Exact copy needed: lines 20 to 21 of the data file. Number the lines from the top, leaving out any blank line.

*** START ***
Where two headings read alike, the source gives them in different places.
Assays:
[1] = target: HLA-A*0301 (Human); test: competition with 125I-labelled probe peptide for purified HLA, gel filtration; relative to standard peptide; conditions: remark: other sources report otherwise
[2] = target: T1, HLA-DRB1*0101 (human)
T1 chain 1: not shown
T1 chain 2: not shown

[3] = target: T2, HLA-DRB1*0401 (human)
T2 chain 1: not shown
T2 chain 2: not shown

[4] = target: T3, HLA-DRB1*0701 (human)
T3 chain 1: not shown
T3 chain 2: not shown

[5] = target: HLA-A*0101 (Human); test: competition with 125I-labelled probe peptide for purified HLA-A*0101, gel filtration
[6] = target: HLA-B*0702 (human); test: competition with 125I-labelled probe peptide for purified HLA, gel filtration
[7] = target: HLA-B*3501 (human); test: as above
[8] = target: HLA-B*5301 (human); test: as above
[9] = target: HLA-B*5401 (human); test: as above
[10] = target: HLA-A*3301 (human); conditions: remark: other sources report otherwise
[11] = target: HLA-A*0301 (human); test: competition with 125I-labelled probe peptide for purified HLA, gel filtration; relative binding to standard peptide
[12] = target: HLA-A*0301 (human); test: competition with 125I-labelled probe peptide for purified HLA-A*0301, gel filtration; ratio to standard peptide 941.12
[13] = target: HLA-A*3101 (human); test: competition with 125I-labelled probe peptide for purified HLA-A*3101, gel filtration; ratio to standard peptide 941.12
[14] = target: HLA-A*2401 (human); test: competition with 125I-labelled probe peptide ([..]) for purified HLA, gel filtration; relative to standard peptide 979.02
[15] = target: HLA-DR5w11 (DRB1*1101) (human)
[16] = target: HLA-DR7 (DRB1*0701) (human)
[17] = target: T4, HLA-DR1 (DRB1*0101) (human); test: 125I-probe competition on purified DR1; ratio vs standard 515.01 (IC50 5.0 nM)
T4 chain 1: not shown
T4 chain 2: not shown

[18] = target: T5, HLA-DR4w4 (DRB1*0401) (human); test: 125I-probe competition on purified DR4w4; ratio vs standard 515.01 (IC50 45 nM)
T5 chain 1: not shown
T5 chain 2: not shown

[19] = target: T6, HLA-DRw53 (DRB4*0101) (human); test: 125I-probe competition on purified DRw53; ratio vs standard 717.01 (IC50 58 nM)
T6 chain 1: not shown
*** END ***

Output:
[12] = target: HLA-A*0301 (human); test: competition with 125I-labelled probe peptide for purified HLA-A*0301, gel filtration; ratio to standard peptide 941.12
[13] = target: HLA-A*3101 (human); test: competition with 125I-labelled probe peptide for purified HLA-A*3101, gel filtration; ratio to standard peptide 941.12